The Butterfly

On one clear and fresh spring morning
I sat against a tree,
And spied a pretty butterfly
Which lighted on my knee.
Its’ wings of gossamer splendor
And heavens jewelry.

I fancied there to capture it
And keep it just for me,
But conscience quick betrayed my plan
And warned me sullenly,
That beauty reigns not from a cage
And withers when not free.

A parable was then recalled
Into my memory
That stated that if somethings’ loved
And then fondly released,
That it will soon return to you;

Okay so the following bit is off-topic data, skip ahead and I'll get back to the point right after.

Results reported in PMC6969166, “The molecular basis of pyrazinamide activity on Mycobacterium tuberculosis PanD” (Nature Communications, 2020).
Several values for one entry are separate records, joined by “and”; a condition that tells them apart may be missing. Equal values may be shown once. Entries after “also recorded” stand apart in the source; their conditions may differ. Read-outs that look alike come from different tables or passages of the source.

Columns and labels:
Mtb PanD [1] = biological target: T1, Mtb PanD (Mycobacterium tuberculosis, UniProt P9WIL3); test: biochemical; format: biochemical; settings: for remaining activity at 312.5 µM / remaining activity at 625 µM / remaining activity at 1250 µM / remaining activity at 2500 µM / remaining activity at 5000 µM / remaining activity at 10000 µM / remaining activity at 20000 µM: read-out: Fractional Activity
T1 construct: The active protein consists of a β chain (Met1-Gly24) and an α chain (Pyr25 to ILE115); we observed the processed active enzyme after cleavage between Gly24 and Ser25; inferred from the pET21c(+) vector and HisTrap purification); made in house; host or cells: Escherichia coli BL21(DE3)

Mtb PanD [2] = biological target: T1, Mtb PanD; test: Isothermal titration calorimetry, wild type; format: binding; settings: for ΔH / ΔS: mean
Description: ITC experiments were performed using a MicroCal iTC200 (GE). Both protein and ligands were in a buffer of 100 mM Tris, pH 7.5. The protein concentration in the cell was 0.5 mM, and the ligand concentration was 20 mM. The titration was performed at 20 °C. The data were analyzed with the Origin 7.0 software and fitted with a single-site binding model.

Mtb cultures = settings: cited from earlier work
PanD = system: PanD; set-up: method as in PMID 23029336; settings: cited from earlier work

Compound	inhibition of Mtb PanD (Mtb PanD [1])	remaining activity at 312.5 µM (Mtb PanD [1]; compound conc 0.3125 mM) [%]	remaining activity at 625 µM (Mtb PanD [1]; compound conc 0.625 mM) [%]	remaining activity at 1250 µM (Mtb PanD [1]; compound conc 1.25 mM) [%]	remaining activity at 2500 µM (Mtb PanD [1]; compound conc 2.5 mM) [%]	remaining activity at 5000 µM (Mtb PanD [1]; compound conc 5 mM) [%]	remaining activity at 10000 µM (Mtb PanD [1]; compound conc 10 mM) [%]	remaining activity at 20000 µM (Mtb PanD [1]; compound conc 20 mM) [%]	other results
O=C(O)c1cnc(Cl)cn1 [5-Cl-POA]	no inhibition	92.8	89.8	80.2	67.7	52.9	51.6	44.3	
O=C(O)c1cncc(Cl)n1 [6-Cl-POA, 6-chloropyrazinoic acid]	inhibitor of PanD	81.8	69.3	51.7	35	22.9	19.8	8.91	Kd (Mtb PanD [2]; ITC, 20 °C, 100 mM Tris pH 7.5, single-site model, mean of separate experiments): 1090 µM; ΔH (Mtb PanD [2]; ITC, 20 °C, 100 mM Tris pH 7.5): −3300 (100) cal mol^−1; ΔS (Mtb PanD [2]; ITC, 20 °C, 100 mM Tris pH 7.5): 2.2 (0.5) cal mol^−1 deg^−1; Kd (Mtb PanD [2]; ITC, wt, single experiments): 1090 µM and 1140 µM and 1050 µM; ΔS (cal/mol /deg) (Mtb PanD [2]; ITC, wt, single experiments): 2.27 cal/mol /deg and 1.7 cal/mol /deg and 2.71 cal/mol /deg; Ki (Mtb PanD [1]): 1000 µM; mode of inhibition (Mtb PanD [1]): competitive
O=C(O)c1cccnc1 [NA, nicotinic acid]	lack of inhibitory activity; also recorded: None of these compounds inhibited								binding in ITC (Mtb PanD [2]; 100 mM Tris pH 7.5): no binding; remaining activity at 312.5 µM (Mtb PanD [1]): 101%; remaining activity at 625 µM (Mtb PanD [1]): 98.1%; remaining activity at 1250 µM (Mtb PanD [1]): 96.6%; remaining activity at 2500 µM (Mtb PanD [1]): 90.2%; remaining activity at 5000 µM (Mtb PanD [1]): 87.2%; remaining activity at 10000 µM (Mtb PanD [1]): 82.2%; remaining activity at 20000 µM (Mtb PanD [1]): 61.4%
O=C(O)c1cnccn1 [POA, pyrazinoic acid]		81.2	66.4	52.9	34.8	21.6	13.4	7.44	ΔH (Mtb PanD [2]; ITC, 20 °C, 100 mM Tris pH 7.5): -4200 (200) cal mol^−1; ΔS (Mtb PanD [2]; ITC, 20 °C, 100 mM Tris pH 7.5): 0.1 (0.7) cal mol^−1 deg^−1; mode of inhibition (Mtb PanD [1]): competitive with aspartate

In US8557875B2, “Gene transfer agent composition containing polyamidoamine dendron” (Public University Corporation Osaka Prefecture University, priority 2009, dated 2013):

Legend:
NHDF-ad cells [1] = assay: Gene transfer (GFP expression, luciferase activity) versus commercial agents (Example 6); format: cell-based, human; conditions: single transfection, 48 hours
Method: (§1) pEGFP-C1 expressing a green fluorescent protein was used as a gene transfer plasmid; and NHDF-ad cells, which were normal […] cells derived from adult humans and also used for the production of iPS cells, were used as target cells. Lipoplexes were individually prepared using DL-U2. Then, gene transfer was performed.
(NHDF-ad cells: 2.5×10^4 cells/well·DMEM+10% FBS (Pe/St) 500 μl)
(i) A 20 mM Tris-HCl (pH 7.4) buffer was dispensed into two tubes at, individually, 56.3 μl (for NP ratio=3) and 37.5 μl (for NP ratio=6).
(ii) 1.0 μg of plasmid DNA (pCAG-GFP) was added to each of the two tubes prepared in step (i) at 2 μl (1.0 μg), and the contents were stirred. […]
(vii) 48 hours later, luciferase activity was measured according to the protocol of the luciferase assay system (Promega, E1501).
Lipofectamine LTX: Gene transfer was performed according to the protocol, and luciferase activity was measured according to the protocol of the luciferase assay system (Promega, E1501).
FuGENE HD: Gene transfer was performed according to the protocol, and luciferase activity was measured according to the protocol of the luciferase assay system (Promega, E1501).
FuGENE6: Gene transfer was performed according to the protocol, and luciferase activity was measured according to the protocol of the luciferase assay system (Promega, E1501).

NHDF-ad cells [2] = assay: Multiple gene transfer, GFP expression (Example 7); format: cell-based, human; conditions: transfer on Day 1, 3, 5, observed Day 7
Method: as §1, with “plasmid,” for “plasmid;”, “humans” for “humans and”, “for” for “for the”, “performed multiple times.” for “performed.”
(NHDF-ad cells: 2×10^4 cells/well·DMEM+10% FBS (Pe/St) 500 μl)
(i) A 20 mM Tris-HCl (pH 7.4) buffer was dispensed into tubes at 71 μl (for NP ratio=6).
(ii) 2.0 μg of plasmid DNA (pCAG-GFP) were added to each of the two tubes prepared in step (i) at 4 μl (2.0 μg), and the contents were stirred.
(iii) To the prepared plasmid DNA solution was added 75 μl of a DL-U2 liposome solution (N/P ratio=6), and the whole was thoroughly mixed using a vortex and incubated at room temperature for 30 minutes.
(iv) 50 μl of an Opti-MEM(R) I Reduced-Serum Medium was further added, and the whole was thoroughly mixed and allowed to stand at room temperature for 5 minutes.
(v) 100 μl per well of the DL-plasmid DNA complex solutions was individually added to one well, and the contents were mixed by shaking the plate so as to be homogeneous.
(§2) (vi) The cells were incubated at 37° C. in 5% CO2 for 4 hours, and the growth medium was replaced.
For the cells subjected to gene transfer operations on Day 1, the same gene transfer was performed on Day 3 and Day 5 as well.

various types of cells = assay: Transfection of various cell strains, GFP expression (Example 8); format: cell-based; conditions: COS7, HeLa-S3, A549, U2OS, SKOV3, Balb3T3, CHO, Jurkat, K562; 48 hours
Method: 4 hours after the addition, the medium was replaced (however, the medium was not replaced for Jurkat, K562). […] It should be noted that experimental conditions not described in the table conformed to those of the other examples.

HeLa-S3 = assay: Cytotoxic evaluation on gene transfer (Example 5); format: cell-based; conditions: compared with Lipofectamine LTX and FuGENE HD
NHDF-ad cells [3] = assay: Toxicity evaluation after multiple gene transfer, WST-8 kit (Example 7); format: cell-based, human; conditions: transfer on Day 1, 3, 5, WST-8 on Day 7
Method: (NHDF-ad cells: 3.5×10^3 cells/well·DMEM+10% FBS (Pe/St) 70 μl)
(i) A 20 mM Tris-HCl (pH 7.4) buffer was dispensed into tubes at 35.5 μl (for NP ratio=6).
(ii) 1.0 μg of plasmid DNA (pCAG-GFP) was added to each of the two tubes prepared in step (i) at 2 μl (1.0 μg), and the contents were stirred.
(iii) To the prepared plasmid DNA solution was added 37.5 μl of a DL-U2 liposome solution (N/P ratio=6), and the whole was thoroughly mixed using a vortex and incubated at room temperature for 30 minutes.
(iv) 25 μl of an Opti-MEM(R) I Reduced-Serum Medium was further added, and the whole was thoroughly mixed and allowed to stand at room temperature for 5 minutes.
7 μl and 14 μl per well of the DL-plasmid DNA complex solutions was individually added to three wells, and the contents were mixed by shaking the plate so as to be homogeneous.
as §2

Or such should never be.

Thinking this, I uncupped my hands,
And swept it to the breeze,
And watched it exit from my sight,
Oh, floating merrily.
I waited all the summer long;
Yes, waited patiently.

The butterfly did not return
Though many did I see.
Others perhaps more beautiful,
Adorned exquisitely.
Yes, many pretty butterflies…
But not the one for me.

© Loubert S Suddaby. All Rights Reserved.

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